The only cost of doing ICI at home on your own, is for the insemination kit and potentially an ovulation predictor kit. One of the most popular options for home insemination is the Mosie Kit, which comes with two MD & RE endorsed, ergonomically-designed insemination syringes, a specimen collection cup, and educational instructions on how to use Mosie. A Mosie Kit costs $89 ($44.50 per attempt) and is currently available exclusively atwww.mosiebaby.com.

What's the average success rate of ICI?

Much like male/female intercourse, your age, if you’re using fertility medications, or if you have any underlying medical conditions – all affect the success rates of an ICI. 

That said, the average success rate for intracervical insemination is between 10% and 15% per attempt, and that rate increases to nearly 38% after six tries. 

How is ICI different from IVF or IUI?

Intracervical insemination (ICI), Intrauterine Insemination (IUI), and in vitro fertilization (IVF), are all ways to help people get pregnant without sex. IUI and IVF – are medical procedures that are done by a doctor, at a fertility clinic or surgery center. ICI can be a do-it-yourself process, done at home, with a specially designed syringe, like Mosie

ICI delivers sperm to the cervical opening, whereas IUI delivers sperm directly to the uterus. IVF is a completely different process. 

The IVF procedure starts with the biologically female person taking inject-able hormones for weeks, so that several eggs mature at the same time. Then a doctor surgically retrieves the eggs. In a lab, the eggs are mixed or injected with “washed sperm” – with the hopes that they will fertilize. A few days after the eggs fertilize, and become an embryo, a doctor transfers one of more of the embryos directly into the uterus. That’s where an embryo will hopefully implant, and begin to mature inside the uterus.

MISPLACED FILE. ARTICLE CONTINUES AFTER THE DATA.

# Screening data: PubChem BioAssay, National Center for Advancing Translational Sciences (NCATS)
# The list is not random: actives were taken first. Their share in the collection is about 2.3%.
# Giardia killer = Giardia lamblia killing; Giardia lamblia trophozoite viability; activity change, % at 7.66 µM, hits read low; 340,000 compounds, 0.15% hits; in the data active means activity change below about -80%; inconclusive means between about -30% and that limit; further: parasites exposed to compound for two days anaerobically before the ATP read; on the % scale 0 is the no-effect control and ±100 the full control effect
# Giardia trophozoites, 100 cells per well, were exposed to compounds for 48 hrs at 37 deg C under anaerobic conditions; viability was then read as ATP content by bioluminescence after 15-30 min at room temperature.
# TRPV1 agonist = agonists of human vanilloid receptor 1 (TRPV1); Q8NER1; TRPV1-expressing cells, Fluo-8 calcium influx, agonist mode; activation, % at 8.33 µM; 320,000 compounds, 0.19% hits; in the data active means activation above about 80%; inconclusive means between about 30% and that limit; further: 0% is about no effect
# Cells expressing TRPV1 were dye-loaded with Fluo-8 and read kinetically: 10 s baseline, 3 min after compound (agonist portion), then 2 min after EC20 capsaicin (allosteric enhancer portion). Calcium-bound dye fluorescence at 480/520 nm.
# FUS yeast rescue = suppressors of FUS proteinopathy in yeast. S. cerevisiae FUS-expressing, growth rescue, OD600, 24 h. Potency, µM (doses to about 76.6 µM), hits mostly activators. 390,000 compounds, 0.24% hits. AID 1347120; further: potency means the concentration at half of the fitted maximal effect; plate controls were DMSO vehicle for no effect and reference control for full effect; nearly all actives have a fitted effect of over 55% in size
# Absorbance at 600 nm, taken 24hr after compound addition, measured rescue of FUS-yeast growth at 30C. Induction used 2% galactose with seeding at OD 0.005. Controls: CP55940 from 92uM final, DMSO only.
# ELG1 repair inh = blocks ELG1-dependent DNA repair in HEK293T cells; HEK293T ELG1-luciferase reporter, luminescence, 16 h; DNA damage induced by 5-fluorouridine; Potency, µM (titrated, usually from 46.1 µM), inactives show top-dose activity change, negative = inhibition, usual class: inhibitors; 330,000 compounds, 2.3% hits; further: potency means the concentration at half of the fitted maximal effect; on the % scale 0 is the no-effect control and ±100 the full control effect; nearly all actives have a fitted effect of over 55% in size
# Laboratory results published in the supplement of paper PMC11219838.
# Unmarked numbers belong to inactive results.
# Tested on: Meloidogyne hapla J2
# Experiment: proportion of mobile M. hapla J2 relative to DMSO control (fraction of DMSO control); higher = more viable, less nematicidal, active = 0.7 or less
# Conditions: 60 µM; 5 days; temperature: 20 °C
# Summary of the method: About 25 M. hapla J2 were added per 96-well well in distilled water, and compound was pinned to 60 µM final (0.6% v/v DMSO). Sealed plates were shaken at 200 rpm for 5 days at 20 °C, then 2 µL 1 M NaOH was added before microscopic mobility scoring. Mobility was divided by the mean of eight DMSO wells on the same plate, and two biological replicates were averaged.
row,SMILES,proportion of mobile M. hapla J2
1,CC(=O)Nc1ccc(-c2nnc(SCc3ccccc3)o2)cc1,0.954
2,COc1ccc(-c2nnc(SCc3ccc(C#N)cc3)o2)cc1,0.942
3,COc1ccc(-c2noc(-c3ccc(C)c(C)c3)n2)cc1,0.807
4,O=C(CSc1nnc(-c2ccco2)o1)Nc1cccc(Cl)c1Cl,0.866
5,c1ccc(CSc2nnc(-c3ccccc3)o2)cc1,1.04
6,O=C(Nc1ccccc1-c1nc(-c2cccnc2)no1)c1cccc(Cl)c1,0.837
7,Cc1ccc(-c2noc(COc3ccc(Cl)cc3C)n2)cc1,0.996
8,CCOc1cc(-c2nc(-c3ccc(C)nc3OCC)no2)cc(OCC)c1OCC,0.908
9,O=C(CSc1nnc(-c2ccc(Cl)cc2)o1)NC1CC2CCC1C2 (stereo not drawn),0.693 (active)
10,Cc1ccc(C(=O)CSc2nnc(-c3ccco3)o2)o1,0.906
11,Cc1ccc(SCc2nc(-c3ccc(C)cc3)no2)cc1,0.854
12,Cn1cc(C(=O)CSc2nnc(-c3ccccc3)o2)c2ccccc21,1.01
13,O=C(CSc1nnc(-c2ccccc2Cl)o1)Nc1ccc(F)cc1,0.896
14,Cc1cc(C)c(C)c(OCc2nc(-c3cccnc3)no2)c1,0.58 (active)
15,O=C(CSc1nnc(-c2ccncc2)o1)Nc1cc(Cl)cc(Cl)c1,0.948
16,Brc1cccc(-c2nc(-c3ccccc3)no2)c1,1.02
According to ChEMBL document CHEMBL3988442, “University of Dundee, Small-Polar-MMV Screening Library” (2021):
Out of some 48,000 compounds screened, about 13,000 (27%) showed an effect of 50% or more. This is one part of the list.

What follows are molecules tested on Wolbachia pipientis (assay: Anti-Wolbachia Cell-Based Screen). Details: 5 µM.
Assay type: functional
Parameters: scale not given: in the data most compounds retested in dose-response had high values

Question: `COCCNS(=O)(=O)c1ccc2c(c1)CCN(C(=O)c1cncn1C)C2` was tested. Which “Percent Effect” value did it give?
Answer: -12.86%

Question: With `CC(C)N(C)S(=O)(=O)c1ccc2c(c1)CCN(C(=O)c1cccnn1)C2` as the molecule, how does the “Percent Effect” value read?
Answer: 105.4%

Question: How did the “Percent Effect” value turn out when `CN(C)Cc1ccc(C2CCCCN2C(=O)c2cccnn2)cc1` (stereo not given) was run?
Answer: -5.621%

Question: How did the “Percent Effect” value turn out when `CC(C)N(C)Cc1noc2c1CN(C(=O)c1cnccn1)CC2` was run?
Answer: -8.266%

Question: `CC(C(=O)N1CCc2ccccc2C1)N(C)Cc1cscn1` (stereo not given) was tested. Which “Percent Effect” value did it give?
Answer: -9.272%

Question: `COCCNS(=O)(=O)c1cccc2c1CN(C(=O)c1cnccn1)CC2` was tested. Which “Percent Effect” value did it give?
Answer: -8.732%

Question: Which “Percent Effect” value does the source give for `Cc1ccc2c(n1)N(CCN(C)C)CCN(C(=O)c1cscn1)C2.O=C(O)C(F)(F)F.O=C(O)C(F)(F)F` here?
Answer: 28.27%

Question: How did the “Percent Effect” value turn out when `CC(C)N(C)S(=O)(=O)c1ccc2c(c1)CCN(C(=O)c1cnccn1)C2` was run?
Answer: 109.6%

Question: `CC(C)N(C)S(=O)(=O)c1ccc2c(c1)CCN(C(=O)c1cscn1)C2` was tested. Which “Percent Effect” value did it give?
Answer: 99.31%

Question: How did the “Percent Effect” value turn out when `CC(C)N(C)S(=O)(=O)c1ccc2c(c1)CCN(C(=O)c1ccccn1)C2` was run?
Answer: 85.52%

ICI is the simplest and least expensive of the three techniques. However, there are cases where IVF is the only viable option. For example, if a your Fallopian tubes are tied, burned or damaged, or if you can’t produce enough sperm through ejaculation. Also, with IUI, and IVF, the sperm is screened and cleaned before being used, which is sometimes necessary with certain types of male factor infertility.

How does Mosie compare to intracervical insemination?

The Mosie kit is designed to allow you to do Intracervical Insemination (ICI) at home. For many, this is the preferred method, since in most cases, it’s unnecessary to involve a doctor, and pay additional fees, for such a simple procedure. 

If you have any questions whether this procedure is right for you, please do check with your doctor. And if we can help support you on your journey to conceive, reach out to us. We love hearing from folks in the Mosie community!